I am back up in Sverige again everybody. Going on three weeks now, and with that, perhaps at least 5 kilos?
Over these past couple of weeks I have made a drastic change in my eating habits, and I can’t help but assume that it has something to do with my change in countries.
In France I have been living off of fresh veggies from the market, rice and lentils. Oh and red wine, of course (I know that France has a lot of “dangerous” foods to offer as well, but I have been very proud of myself for abstaining from my hankerings for chocolate and baguettes).
Since arriving in Sweden, however, it has been an overload of meat, potatoes, dairy products galore, and oh yeah, why not throw some carbs in there too!
I’m not quite sure what it is, but every time I arrive in Sweden I am hungry, and with that, more than ready to satisfy my urge to eat.
That is now. Three years after my first trip to Sweden.
To be honest, from the start I wasn’t too thrilled with Swedish cuisine.
Filmjölk? What the heck is that? Expired yogurt?? And hushållsost? How can anything called “household cheese” be good?
Well you will all be very proud to know that Filmjölk is now a part of my breakfast here every morning (though I still can’t completely drown my cereals in it as the boyfriend does. I still need equal parts filmjölk and cereals to subdue the taste). And I am learning how to work my way around hushållsost.
There are still some things though that I am taking more time to warm up to.
Sill is a whole other story. Now, I am a big fan of sushi, so this slimy fish thing wasn’t something totally foreign to me, but you better believe I had to pile that on profuse amounts of knäckebröd in order to get it down. Recently I dined at Kometen in Göteborg, and while the Wallenbergare was of the upmost tenderness and mouth-watering-ness, it took a little time, and a lot of aquavit, for me to wash down the S.O.S entre of sill. If one is not used to strong, and rather awkward tastes, or slimy textures, Swedish cuisine can definitely throw you through a loop.
Honestly, out of all the countries I have been to, Sweden has challenged me the most in the food arena.
Traditional Swedish food is an acquired taste. It is the food of the Vikings, right? It must take one tough individual to keep all that down.
As always though, with my frustrations come submission, and after that, appreciation and eventually, as far as food goes, cravings.
I now have my list of Swedish food must-haves every time I am here:
- That korv shop near Vasaplatsen in Göteborg. Hot Dog and mashed potatoes wrapped in a warm tortilla-like bread with salad and pickles. YUM!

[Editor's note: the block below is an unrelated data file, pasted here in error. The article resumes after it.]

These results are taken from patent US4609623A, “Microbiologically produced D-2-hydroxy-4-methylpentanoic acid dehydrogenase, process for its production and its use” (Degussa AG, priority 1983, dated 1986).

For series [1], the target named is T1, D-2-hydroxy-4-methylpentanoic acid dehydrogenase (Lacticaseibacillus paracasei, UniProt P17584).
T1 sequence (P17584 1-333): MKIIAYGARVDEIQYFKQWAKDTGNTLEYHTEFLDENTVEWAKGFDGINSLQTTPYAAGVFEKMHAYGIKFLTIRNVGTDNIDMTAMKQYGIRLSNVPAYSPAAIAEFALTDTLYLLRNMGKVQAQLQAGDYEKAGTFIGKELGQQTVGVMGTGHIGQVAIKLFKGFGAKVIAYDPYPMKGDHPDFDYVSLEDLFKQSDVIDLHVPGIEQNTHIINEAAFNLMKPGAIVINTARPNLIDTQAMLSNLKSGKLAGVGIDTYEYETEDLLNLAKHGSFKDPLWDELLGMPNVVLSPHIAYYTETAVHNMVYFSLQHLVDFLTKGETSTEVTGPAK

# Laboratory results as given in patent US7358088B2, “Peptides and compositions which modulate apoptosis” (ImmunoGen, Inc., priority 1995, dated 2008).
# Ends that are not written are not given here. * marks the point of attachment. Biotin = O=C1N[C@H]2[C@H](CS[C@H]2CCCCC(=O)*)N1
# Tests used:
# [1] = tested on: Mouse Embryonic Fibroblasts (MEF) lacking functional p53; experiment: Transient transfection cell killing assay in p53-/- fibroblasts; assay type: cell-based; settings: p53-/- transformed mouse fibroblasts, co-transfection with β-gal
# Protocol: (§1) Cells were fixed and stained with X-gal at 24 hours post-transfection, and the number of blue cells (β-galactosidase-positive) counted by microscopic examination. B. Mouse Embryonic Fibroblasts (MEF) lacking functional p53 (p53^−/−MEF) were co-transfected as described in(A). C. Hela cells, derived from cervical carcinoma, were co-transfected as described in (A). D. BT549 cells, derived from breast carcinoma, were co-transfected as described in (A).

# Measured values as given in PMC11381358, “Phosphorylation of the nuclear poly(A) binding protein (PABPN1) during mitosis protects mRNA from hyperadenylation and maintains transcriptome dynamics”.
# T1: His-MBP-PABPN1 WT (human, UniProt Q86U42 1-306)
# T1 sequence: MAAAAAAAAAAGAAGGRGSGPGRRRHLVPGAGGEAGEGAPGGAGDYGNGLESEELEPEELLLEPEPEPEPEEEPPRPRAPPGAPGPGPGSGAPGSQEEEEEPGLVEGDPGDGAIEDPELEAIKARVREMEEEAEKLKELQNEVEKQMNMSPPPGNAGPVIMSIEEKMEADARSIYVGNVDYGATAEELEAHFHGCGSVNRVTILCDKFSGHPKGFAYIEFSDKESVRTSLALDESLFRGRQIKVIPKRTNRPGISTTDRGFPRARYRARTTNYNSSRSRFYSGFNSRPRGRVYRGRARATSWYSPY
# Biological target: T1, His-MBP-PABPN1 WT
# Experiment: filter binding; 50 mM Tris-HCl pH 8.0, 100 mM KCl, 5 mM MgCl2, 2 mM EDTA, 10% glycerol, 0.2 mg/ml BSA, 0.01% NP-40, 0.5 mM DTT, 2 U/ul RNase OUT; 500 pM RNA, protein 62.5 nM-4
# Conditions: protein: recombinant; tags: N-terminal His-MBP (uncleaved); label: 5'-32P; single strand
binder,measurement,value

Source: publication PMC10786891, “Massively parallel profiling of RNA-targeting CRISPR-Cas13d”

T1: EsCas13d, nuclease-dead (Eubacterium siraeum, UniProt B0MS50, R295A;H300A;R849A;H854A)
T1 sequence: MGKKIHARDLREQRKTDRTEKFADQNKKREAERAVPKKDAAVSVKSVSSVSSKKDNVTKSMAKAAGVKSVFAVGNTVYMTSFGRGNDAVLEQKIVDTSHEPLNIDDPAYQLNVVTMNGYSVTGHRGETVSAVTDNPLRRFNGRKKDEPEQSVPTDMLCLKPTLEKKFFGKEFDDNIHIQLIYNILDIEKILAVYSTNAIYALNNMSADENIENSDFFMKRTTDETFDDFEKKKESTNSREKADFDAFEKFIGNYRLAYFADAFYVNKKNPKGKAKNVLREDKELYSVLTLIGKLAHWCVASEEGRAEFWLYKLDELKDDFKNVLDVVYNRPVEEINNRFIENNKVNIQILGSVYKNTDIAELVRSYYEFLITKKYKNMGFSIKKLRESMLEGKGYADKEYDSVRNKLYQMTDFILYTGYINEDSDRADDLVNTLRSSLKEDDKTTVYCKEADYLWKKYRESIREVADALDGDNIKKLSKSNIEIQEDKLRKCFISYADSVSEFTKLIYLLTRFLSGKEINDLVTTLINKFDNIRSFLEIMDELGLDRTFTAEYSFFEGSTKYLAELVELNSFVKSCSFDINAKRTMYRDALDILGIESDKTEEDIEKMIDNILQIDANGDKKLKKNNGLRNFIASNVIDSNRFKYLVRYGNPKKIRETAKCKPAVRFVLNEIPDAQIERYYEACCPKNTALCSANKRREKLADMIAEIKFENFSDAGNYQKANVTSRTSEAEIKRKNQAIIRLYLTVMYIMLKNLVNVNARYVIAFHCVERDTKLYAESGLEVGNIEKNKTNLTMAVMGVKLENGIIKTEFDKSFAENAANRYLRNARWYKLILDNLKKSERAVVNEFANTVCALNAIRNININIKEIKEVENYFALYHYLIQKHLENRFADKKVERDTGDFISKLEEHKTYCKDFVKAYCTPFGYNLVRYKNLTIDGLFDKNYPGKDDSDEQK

- Max! Need I saw more?
- And how about all the candy? Candy tubs are everywhere with hundreds upon hundreds of choices of gummies and sours and lollipops and chocolates (I’m still working on that salty stuff though. Salt and licorice?? Come on).
- And the baked goods. Not quite like the pastries the Frenchies put out, but still good, if you know what to expect. Can I say semla anyone? Now those are to die for.
Ironically the majority of my time in Sweden has been spent here in the winter (and I’m still loving it, can you believe it??), so perhaps my eating habits are linked to my instinct of hibernation? I’m a California girl, so you better believe I am freezing! And there is a snow storm outside, so what else am I supposed to do but eat and stay warm for the winter?
I love coming back to Sweden, tucking away inside and getting cozy with a yummy kanelbulle, or perhaps a little Risifrutti, if I’m trying to stay “lite.”
It usually takes my body a little time to adapt up here, however, if you tough it out, Swedish gastronomy will eventually grow on you, and I must say, the end of a Swedish meal gives the most filling feel of satisfaction. They sure know how to stuff you up here—that extra layer is an essential for winter in the North!
Anyone have any other suggestions (or dares) of Swedish cuisine I should try? What is your favorite? Or arch enemy for that matter.
Another challenge I face up her with food is cooking in general. I can never seem to find the right ingredients and my homemade mac and cheese, my lasagna and even my gourmet croque monsieurs always seem to turn out far worse than I hope them to be. Any suggestions of great places to get the goods in Sweden?
Tack everyone for reading!